Ten drivers have doubled more than once, and for Stanfield, breaking the seal made him realize it was possible, and he was eager to do it again. It's a terrible itch, and to have had the chance to win four trophies and come away with just one isn't an easy pill to swallow. 

"It's tough," he admitted. "To have two shots to do it and not be able to close the deal stings a little bit — but those four finals were still some good days at the track."

That statement did slightly raise a writer's eyebrow as the vision of Stanfield's smoky engine mishap in the first round of Pro Stock at Route 66 Raceway was still very, very fresh in memory. Fernando Cuadra Jr. red-lighted in the opposite lane, and Stanfield was triumphantly making hay down the quarter-mile before chaos closed in.

"Right when I went through the finish line, I felt and heard the engine let go," he detailed. "I [went through] my normal routine: push the clutch in, turn the ignition and all the computer stuff off. About the time I realized the engine was still running, smoke filled the car. It was basically like somebody put their hands over my eyes and said, 'Good luck.' Out of my peripheral, I had seen [Cuadra] shut off, and that was my main concern. I knew he was behind me, and I didn't want to get over in his lane."

Stanfield knew he had won the round, so he also wanted desperately to keep the car off the retaining wall so that he could continue the race without further wear on his race car. He was able to stop the Chevrolet quickly and safely, although to many observers it was an uncomfortable tick too long before he emerged in the billows of dark gray.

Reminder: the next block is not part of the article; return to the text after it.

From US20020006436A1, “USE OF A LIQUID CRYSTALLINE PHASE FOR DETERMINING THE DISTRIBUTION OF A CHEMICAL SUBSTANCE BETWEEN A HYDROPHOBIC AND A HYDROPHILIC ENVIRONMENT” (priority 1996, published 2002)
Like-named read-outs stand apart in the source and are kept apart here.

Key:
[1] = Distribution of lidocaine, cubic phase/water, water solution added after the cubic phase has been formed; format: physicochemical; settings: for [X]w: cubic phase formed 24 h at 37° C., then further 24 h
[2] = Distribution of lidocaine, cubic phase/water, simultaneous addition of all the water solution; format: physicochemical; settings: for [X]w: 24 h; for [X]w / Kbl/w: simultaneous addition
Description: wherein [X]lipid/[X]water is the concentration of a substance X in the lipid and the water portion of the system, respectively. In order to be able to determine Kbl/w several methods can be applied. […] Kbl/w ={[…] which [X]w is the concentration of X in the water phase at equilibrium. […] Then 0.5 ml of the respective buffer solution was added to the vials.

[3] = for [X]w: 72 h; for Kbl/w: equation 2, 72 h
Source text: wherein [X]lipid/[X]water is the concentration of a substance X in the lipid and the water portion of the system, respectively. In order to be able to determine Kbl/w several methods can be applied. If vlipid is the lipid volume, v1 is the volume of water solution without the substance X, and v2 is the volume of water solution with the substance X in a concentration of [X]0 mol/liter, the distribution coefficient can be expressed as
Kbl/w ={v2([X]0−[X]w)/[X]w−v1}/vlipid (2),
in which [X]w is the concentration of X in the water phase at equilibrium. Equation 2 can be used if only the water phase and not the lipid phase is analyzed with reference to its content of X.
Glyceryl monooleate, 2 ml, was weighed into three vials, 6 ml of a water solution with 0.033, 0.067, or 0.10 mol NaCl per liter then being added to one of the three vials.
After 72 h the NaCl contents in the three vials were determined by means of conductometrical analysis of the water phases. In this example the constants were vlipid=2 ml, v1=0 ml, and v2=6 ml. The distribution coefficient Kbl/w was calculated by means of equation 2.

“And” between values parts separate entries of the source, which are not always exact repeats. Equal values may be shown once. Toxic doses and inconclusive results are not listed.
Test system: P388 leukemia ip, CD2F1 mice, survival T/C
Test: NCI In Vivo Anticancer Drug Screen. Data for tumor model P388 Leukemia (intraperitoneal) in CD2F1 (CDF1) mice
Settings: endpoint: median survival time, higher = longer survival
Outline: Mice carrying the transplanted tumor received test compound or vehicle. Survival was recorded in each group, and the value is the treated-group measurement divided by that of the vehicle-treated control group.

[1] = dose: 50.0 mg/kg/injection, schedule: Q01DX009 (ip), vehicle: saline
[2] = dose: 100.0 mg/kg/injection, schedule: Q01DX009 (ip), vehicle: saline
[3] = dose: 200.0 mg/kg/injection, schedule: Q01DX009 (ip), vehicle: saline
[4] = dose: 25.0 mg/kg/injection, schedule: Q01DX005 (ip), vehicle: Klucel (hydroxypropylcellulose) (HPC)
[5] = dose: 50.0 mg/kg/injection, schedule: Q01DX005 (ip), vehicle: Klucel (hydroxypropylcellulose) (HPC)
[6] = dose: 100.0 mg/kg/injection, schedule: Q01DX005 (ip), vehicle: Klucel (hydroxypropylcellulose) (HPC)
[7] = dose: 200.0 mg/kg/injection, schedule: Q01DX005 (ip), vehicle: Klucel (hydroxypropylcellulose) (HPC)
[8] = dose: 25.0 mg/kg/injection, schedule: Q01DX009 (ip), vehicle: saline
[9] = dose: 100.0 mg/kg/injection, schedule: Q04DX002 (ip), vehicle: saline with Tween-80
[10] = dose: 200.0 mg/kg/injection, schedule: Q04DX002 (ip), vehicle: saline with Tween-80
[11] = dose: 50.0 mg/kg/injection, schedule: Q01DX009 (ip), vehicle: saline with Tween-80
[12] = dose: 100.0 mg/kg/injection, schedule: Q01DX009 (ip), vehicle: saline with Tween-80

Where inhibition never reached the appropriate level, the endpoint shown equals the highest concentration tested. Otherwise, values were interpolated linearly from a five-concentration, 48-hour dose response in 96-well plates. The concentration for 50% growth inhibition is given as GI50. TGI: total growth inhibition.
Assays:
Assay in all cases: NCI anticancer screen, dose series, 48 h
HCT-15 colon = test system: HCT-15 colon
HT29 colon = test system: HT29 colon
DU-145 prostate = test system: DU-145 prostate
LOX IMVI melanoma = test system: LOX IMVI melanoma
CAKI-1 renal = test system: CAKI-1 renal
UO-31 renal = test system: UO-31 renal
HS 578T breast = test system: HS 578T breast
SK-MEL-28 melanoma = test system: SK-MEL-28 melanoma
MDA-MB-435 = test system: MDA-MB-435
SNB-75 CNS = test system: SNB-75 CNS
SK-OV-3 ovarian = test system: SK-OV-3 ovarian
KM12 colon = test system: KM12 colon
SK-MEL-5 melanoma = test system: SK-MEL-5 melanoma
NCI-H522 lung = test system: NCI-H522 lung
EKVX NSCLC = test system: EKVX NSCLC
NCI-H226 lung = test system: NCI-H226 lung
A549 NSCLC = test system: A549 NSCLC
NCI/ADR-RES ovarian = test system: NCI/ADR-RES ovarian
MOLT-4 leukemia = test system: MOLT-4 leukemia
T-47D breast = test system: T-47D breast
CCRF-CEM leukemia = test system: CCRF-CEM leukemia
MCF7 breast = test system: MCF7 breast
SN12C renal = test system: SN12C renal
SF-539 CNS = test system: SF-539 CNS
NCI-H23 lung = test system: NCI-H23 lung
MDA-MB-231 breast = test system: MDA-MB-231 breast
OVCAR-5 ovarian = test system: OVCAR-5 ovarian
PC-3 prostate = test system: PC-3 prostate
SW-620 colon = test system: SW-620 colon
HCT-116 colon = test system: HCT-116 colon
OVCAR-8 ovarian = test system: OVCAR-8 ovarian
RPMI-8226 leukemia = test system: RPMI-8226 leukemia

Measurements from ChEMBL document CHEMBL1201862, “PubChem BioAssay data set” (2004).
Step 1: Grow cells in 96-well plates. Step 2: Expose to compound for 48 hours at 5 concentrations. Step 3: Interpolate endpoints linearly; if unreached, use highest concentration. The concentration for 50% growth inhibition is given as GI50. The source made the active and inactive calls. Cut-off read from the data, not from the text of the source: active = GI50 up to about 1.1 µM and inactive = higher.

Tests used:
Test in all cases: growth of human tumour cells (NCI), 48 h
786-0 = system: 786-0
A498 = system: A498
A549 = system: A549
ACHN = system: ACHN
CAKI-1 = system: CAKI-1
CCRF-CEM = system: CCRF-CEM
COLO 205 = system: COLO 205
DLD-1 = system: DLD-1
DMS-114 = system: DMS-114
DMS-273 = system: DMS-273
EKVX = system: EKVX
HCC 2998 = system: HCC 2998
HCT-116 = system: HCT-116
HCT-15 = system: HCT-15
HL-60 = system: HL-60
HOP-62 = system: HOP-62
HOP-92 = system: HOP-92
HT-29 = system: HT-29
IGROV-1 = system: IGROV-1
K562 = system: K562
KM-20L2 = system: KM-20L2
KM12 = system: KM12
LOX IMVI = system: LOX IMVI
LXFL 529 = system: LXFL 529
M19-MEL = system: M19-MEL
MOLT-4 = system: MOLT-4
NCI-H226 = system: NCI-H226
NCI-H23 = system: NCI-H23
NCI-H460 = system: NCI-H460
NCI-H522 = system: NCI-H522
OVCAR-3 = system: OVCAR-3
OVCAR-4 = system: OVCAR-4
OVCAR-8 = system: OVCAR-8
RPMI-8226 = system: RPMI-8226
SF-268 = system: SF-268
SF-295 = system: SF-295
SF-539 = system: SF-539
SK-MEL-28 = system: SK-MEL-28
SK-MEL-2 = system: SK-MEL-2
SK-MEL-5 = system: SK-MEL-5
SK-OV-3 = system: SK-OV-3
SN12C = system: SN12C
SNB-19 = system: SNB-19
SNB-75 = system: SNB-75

"It was a lot of smoke, but I didn't realize how bad it was," he said. "I'm a relatively calm person, I don't get too worked up, but I guess next time I will be bailing out with my helmet on and not take so long. Everybody was asking me if I was OK. I had a bad taste in my mouth, but I was just fine." 

Stanfield's team, including the crew on each of the Elite Motorsports entries that had gone out first round, rallied to change the engine and prepare the car for the fast-approaching second round. He was right back in the game with a steady .020-second reaction time in his defeat of Jeg Coughlin Jr., followed by a win light over red-lighting Jerry Tucker en route to the 17th Pro Stock final of his career. He barely missed the trophy there as Dallas Glenn got the nod, 6.567 to 6.580.

Trading power

Alongside his Pro Stock journey in Chicago, Stanfield took a single in the first round of Factory X when opponent Stephen Bell could not make the call, and he then defeated Jesse Alexandra to score a final-round meeting with Dear Ol' Dad. In a late-afternoon standoff, father knew best with a seasoned .006 reaction time to his son's .057 paired with a 7.140 at 192.25 mph to a quicker but losing 7.122, 192.63. 

Notably, the two had met in a Chicago final round before — in 2017, it was Stanfield who bested his dad in Super Stock. The two most recently met in the first round of Factory X in Charlotte, where the younger Stanfield was a bit better at both ends of the track to advance.

"I guess he had to get some payback on me, because he absolutely busted my butt," said Stanfield with a smile in his voice. "But my dad and I are both of the mindset that we want the cars we have our hands on to do well, so in our minds, we'd already accomplished what we wanted to. Essentially, whoever won got trash-talking rights. I lost that right, but other than that, I'm extremely happy with the performance we had — and he showed me the old man's still got it, for sure." 

At this weekend's New England Nationals in Epping, Stanfield — as a driver — will be solely focused on Pro Stock as Factory X takes a break from the action. He was runner-up in Pro Stock at the retro-feel New England Dragway in 2022 to now-JHG counterpart Erica Enders, and he won the race over Anderson there in 2021. 

"I enjoy Factory Stock and Factory X a lot, and I spend my days working on that when I'm not racing, but I would be lying if I told you I didn't enjoy Pro Stock," he said. "My dad finished No. 2 in Pro Stock many years ago, and I'd like to put a Pro Stock championship on our family's name. That would be a huge accomplishment for me, and it's something that my team is working very hard toward. It's something that I have put a lot of focus and effort into myself, and I believe it's going to happen in the near future."